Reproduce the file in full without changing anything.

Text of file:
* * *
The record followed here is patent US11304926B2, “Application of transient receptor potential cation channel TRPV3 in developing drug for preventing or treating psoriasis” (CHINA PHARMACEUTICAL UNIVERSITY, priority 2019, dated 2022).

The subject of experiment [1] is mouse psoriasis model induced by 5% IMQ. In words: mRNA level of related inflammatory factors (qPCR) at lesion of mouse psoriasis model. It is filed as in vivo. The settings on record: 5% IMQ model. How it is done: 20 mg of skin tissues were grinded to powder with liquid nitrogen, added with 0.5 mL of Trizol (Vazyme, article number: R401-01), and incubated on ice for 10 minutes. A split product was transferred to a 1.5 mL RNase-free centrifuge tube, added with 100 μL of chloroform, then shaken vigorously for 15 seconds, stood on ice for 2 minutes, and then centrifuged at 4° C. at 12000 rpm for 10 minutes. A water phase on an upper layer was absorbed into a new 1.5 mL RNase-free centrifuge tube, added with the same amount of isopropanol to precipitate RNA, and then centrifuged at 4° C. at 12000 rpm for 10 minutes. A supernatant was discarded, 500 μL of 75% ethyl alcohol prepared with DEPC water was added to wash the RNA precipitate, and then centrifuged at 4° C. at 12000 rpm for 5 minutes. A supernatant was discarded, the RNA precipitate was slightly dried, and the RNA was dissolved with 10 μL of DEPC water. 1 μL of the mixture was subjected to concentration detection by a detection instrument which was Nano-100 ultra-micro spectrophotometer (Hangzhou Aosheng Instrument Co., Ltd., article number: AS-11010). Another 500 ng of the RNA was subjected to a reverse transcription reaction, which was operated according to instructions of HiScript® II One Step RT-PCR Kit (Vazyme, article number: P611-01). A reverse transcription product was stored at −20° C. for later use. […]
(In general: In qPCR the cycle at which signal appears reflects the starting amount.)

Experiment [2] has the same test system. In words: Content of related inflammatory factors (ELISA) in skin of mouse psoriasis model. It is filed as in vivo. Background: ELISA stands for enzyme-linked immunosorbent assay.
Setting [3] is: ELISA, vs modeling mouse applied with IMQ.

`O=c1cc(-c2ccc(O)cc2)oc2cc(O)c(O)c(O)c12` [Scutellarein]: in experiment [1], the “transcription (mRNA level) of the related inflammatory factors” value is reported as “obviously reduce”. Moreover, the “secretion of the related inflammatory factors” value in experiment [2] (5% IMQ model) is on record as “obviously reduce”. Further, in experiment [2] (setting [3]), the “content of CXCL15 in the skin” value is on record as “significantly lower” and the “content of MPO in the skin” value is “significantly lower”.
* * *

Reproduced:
The record followed here is patent US11304926B2, “Application of transient receptor potential cation channel TRPV3 in developing drug for preventing or treating psoriasis” (CHINA PHARMACEUTICAL UNIVERSITY, priority 2019, dated 2022).

The subject of experiment [1] is mouse psoriasis model induced by 5% IMQ. In words: mRNA level of related inflammatory factors (qPCR) at lesion of mouse psoriasis model. It is filed as in vivo. The settings on record: 5% IMQ model. How it is done: 20 mg of skin tissues were grinded to powder with liquid nitrogen, added with 0.5 mL of Trizol (Vazyme, article number: R401-01), and incubated on ice for 10 minutes. A split product was transferred to a 1.5 mL RNase-free centrifuge tube, added with 100 μL of chloroform, then shaken vigorously for 15 seconds, stood on ice for 2 minutes, and then centrifuged at 4° C. at 12000 rpm for 10 minutes. A water phase on an upper layer was absorbed into a new 1.5 mL RNase-free centrifuge tube, added with the same amount of isopropanol to precipitate RNA, and then centrifuged at 4° C. at 12000 rpm for 10 minutes. A supernatant was discarded, 500 μL of 75% ethyl alcohol prepared with DEPC water was added to wash the RNA precipitate, and then centrifuged at 4° C. at 12000 rpm for 5 minutes. A supernatant was discarded, the RNA precipitate was slightly dried, and the RNA was dissolved with 10 μL of DEPC water. 1 μL of the mixture was subjected to concentration detection by a detection instrument which was Nano-100 ultra-micro spectrophotometer (Hangzhou Aosheng Instrument Co., Ltd., article number: AS-11010). Another 500 ng of the RNA was subjected to a reverse transcription reaction, which was operated according to instructions of HiScript® II One Step RT-PCR Kit (Vazyme, article number: P611-01). A reverse transcription product was stored at −20° C. for later use. […]
(In general: In qPCR the cycle at which signal appears reflects the starting amount.)

Experiment [2] has the same test system. In words: Content of related inflammatory factors (ELISA) in skin of mouse psoriasis model. It is filed as in vivo. Background: ELISA stands for enzyme-linked immunosorbent assay.
Setting [3] is: ELISA, vs modeling mouse applied with IMQ.

`O=c1cc(-c2ccc(O)cc2)oc2cc(O)c(O)c(O)c12` [Scutellarein]: in experiment [1], the “transcription (mRNA level) of the related inflammatory factors” value is reported as “obviously reduce”. Moreover, the “secretion of the related inflammatory factors” value in experiment [2] (5% IMQ model) is on record as “obviously reduce”. Further, in experiment [2] (setting [3]), the “content of CXCL15 in the skin” value is on record as “significantly lower” and the “content of MPO in the skin” value is “significantly lower”.